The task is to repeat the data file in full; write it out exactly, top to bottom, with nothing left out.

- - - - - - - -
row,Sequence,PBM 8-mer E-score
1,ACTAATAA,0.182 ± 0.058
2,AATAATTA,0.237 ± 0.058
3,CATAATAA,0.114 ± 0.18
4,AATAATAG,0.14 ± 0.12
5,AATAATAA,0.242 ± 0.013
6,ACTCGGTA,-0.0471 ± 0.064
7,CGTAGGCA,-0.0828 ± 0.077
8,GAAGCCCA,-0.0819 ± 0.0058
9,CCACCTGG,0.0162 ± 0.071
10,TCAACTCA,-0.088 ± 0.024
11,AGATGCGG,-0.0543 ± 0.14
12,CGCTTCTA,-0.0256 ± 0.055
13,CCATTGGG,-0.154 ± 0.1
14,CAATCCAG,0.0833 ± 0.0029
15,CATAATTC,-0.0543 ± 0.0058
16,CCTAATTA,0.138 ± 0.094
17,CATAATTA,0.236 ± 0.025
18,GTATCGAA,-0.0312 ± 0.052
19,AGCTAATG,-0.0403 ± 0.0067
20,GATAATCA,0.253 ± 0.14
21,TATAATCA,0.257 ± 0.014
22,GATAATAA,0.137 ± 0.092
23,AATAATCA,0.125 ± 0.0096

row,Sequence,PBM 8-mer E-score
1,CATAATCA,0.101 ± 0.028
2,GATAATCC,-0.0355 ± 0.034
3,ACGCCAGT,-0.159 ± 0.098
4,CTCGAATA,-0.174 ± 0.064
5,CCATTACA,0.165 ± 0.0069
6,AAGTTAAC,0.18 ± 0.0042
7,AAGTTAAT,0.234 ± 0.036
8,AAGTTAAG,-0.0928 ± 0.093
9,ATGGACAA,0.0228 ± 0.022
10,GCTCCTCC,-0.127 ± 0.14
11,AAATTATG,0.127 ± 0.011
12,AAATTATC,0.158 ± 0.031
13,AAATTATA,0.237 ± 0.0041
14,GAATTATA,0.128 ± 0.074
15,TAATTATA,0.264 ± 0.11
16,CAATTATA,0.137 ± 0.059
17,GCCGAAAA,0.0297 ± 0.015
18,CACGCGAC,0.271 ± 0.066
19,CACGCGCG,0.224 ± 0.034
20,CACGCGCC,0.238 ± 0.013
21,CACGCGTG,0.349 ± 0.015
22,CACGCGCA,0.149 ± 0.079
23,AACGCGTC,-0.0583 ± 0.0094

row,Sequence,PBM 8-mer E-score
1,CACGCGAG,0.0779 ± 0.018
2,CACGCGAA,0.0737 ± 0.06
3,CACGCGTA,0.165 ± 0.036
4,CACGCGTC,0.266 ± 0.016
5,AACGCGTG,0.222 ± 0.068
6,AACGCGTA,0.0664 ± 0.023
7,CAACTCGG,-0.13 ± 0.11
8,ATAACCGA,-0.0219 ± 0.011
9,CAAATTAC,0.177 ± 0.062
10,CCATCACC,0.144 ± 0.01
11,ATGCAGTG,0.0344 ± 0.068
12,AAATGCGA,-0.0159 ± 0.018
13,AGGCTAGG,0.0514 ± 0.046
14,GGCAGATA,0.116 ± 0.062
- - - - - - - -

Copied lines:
row,Sequence,PBM 8-mer E-score
1,ACTAATAA,0.182 ± 0.058
2,AATAATTA,0.237 ± 0.058
3,CATAATAA,0.114 ± 0.18
4,AATAATAG,0.14 ± 0.12
5,AATAATAA,0.242 ± 0.013
6,ACTCGGTA,-0.0471 ± 0.064
7,CGTAGGCA,-0.0828 ± 0.077
8,GAAGCCCA,-0.0819 ± 0.0058
9,CCACCTGG,0.0162 ± 0.071
10,TCAACTCA,-0.088 ± 0.024
11,AGATGCGG,-0.0543 ± 0.14
12,CGCTTCTA,-0.0256 ± 0.055
13,CCATTGGG,-0.154 ± 0.1
14,CAATCCAG,0.0833 ± 0.0029
15,CATAATTC,-0.0543 ± 0.0058
16,CCTAATTA,0.138 ± 0.094
17,CATAATTA,0.236 ± 0.025
18,GTATCGAA,-0.0312 ± 0.052
19,AGCTAATG,-0.0403 ± 0.0067
20,GATAATCA,0.253 ± 0.14
21,TATAATCA,0.257 ± 0.014
22,GATAATAA,0.137 ± 0.092
23,AATAATCA,0.125 ± 0.0096

row,Sequence,PBM 8-mer E-score
1,CATAATCA,0.101 ± 0.028
2,GATAATCC,-0.0355 ± 0.034
3,ACGCCAGT,-0.159 ± 0.098
4,CTCGAATA,-0.174 ± 0.064
5,CCATTACA,0.165 ± 0.0069
6,AAGTTAAC,0.18 ± 0.0042
7,AAGTTAAT,0.234 ± 0.036
8,AAGTTAAG,-0.0928 ± 0.093
9,ATGGACAA,0.0228 ± 0.022
10,GCTCCTCC,-0.127 ± 0.14
11,AAATTATG,0.127 ± 0.011
12,AAATTATC,0.158 ± 0.031
13,AAATTATA,0.237 ± 0.0041
14,GAATTATA,0.128 ± 0.074
15,TAATTATA,0.264 ± 0.11
16,CAATTATA,0.137 ± 0.059
17,GCCGAAAA,0.0297 ± 0.015
18,CACGCGAC,0.271 ± 0.066
19,CACGCGCG,0.224 ± 0.034
20,CACGCGCC,0.238 ± 0.013
21,CACGCGTG,0.349 ± 0.015
22,CACGCGCA,0.149 ± 0.079
23,AACGCGTC,-0.0583 ± 0.0094

row,Sequence,PBM 8-mer E-score
1,CACGCGAG,0.0779 ± 0.018
2,CACGCGAA,0.0737 ± 0.06
3,CACGCGTA,0.165 ± 0.036
4,CACGCGTC,0.266 ± 0.016
5,AACGCGTG,0.222 ± 0.068
6,AACGCGTA,0.0664 ± 0.023
7,CAACTCGG,-0.13 ± 0.11
8,ATAACCGA,-0.0219 ± 0.011
9,CAAATTAC,0.177 ± 0.062
10,CCATCACC,0.144 ± 0.01
11,ATGCAGTG,0.0344 ± 0.068
12,AAATGCGA,-0.0159 ± 0.018
13,AGGCTAGG,0.0514 ± 0.046
14,GGCAGATA,0.116 ± 0.062